The Anaheim Ducks announced Tuesday that Randy Carlyle is returning for his second stint as head coach. Carlyle is replacing Bruce Boudreau, who was let go following the team's disappointing first-round exit at the hands of the Nashville Predators.

Boudreau initially joined the Ducks after replacing Carlyle during the 2011-12 season when Carlyle was fired 24 games in. Carlyle spent parts of seven seasons with the Ducks prior to that. He helped coach the team to the franchise's only Stanley Cup in 2007.

More recently, Carlyle had a rough ride with the Toronto Maple Leafs over parts of four seasons. He was let go halfway through the 2014-15, but did manage to take the Leafs to the playoffs during the lockout-shortened 2012-13 campaign.

In 704 career NHL games, Carlyle is 364-260-80. He also has a 39-30 record in the playoffs, with all but seven of those games with Anaheim.

This is an interesting move for the Ducks, largely because Carlyle's last stop was not successful and the Ducks were trending way down before they ditched him almost as soon as Boudreau became available during the 2011-12 season. GM Bob Murray has obviously grown frustrated with postseason play. Perhaps with that in mind, he's turning back to the only coach to bring the Cup to Anaheim.

When Boudreau was fired earlier this spring, he was let go largely due to the team's playoff failures, particularly in Game 7 situations as his Ducks teams saw each of their last four seasons end in a Game 7 on home ice. Considering that, it at least should be noted that Carlyle's last trip to the playoffs featured one of the most devastating Game 7 losses the league has ever seen as Toronto blew a late 3-1 lead to lose 4-3 in overtime to the Boston Bruins.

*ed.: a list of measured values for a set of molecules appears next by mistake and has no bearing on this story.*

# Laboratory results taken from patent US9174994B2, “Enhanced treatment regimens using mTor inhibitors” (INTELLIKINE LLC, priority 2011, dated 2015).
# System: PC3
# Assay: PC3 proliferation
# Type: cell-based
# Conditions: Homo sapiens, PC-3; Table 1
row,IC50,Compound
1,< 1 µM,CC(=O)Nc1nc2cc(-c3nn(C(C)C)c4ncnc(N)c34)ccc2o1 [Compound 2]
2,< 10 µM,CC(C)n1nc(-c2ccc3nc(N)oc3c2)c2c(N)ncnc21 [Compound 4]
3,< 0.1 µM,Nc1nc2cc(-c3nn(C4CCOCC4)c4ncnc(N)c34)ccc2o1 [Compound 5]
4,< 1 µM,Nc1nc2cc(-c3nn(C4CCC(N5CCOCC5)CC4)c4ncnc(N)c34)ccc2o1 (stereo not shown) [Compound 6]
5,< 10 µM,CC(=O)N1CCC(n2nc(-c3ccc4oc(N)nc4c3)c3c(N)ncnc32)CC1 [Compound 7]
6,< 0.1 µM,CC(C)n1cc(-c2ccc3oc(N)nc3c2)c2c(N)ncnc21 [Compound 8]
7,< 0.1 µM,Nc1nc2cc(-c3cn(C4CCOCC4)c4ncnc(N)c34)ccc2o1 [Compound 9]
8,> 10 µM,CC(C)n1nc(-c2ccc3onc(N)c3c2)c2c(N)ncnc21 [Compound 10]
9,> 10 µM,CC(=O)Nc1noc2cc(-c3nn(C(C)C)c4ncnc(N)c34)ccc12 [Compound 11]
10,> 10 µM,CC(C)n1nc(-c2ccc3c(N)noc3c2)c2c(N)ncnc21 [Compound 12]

There aren't a ton of players from Carlyle's last run still with Anaheim. Only Ryan Getzlaf, Corey Perry, Cam Fowler and Andrew Cogliano remain. Many players will be getting their first taste of Carlyle's style. On the surface, it's worlds different from what Boudreau was bringing to the table as he led the team to four consecutive divisional titles.

Carlyle known for preaching more of a defensive game and has become the scourge of the analytics community as Carlyle-led teams have typically been poor in the possession game. Many analysts correctly predicted the Maple Leafs' demise long before it happened based on what the numbers were saying. After the Penguins just won the Stanley Cup with a team that was predicated on speed, puck possession and puck movement, the Ducks appear to be going in an opposite direction.

To be fair, Carlyle will have a far better roster to work with in Anaheim than he did in Toronto. Better results should be expected based on the player personnel alone. However, given how early the Ducks got in the market for a new head coach, and the fact that it took them this long to reach a decision to just bring an old coach back, doesn't necessarily look the best. There were many veteran coaches available at the time Boudreau was let go. Those options dwindled pretty quickly, though.

Now Carlyle will have a chance to prove he's a better coach than what he showed in Toronto. Meanwhile, just as it was with the Leafs, his tenure in Anaheim will undoubtedly become yet another referendum on the old school vs. the new school. With as close as the Ducks have seemed to be in recent years to getting over the hump and with their core not getting any younger, they really can't afford to get this decision wrong.

Randy Carlyle has returned to the Anaheim Ducks for a second run as their head coach. USATSI